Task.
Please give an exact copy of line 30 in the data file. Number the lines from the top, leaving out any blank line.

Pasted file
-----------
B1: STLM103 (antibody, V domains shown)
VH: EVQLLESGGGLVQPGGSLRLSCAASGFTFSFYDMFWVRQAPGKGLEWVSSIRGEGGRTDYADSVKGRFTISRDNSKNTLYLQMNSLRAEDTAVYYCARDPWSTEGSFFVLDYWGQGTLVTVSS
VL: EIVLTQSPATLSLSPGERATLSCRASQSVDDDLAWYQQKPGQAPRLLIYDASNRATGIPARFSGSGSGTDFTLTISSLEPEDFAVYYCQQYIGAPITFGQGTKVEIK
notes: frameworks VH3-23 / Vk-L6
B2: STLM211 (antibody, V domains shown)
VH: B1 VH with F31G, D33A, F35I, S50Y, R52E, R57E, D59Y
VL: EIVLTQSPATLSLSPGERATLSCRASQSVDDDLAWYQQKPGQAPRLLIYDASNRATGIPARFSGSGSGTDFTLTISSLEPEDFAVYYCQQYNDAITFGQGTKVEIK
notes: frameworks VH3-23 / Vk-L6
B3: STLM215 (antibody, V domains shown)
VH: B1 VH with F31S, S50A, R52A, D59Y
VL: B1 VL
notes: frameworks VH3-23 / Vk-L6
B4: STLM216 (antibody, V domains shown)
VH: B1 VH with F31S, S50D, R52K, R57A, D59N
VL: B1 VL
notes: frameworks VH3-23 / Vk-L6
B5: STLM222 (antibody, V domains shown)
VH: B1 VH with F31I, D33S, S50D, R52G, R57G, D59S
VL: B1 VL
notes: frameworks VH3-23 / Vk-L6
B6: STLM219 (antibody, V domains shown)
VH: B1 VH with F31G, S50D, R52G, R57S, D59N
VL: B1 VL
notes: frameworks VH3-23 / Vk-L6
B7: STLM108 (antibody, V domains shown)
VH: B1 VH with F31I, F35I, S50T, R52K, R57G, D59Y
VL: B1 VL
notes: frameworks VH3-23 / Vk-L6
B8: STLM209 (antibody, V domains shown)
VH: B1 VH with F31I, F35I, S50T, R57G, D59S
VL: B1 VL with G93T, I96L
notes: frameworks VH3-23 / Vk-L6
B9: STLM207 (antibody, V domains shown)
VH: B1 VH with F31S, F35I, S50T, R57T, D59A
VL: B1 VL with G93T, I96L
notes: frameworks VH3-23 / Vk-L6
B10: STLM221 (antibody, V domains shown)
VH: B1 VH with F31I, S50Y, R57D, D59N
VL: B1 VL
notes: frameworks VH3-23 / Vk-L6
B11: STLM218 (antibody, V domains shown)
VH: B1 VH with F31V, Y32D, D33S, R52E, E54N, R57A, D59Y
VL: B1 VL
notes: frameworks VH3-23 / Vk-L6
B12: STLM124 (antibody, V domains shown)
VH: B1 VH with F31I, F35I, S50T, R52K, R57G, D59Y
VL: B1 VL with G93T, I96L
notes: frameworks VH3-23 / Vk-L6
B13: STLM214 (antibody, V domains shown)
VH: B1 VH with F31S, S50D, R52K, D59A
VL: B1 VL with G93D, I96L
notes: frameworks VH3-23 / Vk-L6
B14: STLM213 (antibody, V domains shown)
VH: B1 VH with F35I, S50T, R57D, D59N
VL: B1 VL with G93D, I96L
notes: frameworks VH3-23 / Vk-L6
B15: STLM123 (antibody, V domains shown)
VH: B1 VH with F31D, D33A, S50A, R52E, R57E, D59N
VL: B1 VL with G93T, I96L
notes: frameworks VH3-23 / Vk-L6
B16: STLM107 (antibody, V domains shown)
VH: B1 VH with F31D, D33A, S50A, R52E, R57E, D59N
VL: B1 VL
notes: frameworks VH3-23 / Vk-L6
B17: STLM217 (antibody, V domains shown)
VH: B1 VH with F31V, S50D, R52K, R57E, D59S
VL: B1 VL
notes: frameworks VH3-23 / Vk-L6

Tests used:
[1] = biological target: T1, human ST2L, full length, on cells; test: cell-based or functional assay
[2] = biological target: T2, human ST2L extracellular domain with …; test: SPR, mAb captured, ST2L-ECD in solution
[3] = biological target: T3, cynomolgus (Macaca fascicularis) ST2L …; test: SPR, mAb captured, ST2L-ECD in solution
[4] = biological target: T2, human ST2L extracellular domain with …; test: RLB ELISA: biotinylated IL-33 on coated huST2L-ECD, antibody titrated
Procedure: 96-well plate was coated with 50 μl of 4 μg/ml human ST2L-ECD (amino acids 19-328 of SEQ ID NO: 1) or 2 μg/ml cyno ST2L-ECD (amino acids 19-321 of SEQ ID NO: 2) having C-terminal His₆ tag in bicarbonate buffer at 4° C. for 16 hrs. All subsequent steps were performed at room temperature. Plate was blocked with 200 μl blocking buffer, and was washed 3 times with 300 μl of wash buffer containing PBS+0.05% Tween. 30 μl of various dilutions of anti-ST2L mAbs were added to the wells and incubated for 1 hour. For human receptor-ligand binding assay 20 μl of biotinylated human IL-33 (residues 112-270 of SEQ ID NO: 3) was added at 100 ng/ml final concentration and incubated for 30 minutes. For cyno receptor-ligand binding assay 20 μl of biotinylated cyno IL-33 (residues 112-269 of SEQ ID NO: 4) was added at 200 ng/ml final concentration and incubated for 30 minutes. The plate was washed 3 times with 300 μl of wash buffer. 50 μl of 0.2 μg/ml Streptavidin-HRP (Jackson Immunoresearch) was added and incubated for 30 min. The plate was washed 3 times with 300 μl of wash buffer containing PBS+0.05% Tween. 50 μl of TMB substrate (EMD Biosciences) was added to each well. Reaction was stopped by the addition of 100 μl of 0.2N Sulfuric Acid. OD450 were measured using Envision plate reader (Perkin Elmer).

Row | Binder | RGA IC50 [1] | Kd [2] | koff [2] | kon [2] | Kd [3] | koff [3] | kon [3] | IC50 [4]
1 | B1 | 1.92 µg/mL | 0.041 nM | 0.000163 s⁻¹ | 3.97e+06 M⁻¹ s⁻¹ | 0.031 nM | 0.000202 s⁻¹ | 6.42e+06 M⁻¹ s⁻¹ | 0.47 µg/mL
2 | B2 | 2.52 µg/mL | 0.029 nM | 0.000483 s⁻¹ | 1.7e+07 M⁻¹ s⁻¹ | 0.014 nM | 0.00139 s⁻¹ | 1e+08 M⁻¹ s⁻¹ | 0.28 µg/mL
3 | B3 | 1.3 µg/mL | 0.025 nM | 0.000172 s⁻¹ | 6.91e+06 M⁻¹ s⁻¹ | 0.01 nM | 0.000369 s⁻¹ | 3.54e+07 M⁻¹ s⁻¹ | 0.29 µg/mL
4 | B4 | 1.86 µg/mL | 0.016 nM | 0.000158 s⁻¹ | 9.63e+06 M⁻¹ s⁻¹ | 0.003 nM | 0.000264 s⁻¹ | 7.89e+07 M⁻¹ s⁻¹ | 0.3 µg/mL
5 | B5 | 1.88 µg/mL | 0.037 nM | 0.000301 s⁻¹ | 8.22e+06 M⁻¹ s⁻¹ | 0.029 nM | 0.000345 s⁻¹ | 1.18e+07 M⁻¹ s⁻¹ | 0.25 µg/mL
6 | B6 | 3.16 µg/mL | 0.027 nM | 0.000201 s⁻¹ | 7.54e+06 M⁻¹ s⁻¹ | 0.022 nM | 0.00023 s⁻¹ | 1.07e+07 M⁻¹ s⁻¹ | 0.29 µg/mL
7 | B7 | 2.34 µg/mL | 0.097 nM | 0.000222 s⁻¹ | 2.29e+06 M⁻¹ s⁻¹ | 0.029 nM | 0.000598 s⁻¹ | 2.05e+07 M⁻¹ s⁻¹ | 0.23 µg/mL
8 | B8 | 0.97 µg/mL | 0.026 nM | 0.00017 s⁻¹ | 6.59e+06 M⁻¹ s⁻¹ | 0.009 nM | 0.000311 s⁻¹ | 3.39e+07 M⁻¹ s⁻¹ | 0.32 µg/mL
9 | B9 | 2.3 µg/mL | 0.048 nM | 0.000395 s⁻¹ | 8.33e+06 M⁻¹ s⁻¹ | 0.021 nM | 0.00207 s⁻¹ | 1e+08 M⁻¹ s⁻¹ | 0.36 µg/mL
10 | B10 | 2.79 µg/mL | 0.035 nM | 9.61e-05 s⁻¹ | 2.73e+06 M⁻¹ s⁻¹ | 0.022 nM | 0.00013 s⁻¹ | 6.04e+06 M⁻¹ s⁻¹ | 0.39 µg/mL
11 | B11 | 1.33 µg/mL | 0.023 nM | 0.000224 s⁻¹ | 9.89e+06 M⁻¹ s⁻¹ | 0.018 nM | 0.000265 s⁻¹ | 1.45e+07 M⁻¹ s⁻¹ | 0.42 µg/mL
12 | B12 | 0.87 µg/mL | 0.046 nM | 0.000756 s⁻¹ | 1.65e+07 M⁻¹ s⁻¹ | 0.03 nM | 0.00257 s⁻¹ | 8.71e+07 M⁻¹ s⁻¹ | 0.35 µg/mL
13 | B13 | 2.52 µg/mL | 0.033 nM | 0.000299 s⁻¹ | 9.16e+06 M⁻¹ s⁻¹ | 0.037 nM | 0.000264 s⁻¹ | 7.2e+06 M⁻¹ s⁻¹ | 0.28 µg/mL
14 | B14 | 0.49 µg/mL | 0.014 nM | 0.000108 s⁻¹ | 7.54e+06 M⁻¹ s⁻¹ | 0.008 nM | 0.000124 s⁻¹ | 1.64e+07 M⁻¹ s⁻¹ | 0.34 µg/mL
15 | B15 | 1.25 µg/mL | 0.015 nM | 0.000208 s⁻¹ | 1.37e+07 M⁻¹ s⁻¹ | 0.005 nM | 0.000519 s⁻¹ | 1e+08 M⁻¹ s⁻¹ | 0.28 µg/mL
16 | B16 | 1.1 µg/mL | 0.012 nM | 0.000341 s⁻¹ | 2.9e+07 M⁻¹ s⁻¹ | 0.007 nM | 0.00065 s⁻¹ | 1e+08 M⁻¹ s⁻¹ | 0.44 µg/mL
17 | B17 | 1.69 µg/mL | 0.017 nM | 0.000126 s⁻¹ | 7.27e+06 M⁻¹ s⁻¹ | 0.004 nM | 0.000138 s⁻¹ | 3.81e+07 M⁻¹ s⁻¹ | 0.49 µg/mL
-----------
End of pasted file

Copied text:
VH: B1 VH with F31I, F35I, S50T, R57G, D59S